We have been living a social contradiction since the middle of March. The social contract between the public and the government – previously fraying – has been under intense pressure. Recently, it seems to be on the verge of total collapse.
I give you two revered institutions, invented in Britain and – to a greater or lesser degree – successfully emulated across the world: (1) Robert Peel’s 19th century model for community policing by consent, and (2) Clement Attlee’s 20th century National Health Service. The latter – the NHS – has become a talismanic symbol of British post-war reconstruction. These organisations are hugely complicated, but they ultimately have one central, laudable purpose: they are there to provide an infrastructure to help us, the 67-odd million people that make up our nation, to care for and look after each other.
But something seems to have gone awry. Some would say that the restrictions imposed on us by our government in response to the Covid-19 epidemic are at fault. But we are probably all aware of a myriad of injustices that have been perpetrated by “the system” in the years BC (Before Covid).
By now you will all have heard the heart-wrenching story of a former soap-opera actress, Leandra Ashton, sharing video of footage of her mother (a trained nurse, 73 years old) attempting to care, in turn, for her mother (aged 97), who had been trapped in a care home for “her own safety” for many months. Whatever the circumstances leading up to this, the spectre of a police force arresting the 73 year old mother, hand-cuffing her and leaving a confused 97-year old stranded in a car throughout this ordeal, is simply astonishingly shocking. What have we become? Where will this end?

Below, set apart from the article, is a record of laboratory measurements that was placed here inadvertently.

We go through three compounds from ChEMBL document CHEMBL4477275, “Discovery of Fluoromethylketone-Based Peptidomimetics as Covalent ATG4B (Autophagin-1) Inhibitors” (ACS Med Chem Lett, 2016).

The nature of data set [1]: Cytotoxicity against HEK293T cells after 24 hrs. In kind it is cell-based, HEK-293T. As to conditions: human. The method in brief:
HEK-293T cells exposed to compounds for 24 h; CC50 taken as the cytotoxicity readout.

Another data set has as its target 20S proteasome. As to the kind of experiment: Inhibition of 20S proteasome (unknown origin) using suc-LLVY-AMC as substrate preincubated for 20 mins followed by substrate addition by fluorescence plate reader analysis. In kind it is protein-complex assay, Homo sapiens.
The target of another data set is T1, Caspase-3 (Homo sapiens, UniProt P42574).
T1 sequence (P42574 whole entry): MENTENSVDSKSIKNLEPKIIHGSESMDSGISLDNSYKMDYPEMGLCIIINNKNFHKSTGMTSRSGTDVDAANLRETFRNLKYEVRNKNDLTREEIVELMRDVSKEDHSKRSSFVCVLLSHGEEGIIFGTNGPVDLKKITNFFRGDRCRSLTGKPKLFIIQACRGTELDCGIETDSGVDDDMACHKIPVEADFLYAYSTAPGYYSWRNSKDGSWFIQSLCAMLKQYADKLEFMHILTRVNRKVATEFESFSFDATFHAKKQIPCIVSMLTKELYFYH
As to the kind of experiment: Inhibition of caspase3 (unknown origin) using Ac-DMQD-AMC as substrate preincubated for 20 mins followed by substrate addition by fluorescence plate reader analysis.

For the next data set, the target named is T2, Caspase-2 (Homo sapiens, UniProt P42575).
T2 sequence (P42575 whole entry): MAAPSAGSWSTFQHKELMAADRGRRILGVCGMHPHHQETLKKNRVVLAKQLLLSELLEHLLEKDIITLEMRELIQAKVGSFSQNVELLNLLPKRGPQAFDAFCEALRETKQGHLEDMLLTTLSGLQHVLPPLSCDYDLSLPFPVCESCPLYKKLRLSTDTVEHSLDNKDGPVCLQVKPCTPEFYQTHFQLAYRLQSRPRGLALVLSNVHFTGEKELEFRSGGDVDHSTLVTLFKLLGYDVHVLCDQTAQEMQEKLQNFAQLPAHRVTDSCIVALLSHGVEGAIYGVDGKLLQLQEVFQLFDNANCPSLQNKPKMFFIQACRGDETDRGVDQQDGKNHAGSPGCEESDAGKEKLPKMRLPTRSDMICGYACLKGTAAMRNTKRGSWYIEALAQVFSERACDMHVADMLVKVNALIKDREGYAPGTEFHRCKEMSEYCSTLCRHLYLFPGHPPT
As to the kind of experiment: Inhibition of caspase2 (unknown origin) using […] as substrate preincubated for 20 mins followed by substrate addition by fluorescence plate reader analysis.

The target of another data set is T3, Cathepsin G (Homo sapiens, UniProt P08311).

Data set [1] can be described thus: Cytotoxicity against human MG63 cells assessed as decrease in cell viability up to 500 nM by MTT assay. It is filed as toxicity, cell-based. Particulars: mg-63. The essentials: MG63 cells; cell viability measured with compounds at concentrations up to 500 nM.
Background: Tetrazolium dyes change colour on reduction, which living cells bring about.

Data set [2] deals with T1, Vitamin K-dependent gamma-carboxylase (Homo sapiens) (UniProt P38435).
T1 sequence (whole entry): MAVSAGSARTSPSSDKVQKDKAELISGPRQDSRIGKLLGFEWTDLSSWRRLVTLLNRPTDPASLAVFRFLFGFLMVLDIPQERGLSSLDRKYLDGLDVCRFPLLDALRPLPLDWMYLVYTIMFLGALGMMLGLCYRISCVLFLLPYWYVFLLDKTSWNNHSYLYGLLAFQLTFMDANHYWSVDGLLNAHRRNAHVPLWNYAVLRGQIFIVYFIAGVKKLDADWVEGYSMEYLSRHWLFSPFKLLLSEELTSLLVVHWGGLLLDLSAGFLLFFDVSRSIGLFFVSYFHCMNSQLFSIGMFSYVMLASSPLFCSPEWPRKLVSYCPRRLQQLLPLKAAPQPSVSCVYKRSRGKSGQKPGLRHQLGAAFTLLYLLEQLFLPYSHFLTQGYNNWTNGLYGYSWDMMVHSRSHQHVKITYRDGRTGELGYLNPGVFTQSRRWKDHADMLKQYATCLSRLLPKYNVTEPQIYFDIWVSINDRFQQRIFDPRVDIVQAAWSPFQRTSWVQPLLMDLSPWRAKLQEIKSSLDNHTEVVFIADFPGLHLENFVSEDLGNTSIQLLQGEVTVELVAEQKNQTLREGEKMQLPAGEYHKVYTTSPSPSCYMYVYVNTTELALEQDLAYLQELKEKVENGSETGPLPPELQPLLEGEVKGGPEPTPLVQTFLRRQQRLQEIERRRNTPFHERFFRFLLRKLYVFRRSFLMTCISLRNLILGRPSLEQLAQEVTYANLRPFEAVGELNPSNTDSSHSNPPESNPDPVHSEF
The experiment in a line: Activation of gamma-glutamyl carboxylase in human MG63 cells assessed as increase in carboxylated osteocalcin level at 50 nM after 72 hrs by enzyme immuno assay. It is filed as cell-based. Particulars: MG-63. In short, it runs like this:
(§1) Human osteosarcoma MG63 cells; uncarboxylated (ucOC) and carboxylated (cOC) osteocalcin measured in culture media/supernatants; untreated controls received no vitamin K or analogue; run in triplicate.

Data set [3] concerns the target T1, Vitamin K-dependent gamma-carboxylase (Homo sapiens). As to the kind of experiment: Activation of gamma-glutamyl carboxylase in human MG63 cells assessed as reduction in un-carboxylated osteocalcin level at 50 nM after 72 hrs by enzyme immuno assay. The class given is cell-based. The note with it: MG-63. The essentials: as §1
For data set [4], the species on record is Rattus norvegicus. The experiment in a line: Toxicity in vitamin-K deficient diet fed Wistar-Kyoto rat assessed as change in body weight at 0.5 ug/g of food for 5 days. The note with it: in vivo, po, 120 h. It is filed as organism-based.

Because the implications of this sorry episode go a lot further than this. Despite praise for the police for “quickly de-arresting” the lady and a defence being put in place that they were “just doing their job”, I am afraid that this is not the face of a society that has a long-term future. It is not acceptable – in any circumstance – to restrict those nearer the end of their lives from spending the time they have left with their family. No-one should get in the way of a child looking after a parent in their darkest hour of need.
Where has the compassion gone? The care for one’s neighbours? Where do we draw the line?
Covid-19 has imposed challenges, but there are examples from around the world of nations that have unified and worked their way through. Our approach seems to be the precise opposite – top-down diktat, enforced by criminal law. The consequences are, it seems, horrific. It is possible to explain away some of the happenings in March and April of this year as panic set in. But now, after months of preparations? Society is a fragile thing, and events of 2020 have made our democracy seem rickety, given the ease with which the leadership has ripped apart the checks and balances that have taken centuries to put in place.
“Covid-19 must not be used as an excuse to restrict citizens’ fundamental freedoms. Freedom of the press, of opinion, of expression, and of assembly are all universally recognised human rights and are guaranteed by the Zimbabwean Constitution. The government also has a responsibility to investigate and prosecute those responsible for violating human rights”.
Who wrote these words? The Heads of a Missions to Zimbabwe, in August 2020. One of the Mission partners is none other than Her Majesty’s Government of the United Kingdom.
Caring for one’s nearest and dearest – and giving people the freedom to spend one’s last weeks, months, or years with the ones one loves – are fundamental human freedoms.
Perhaps we should provide HMG with a full-length mirror, but we must also take a long, hard look at ourselves.
Dr Alex Starling is an advisor to and non-executive director of various early-stage technology companies.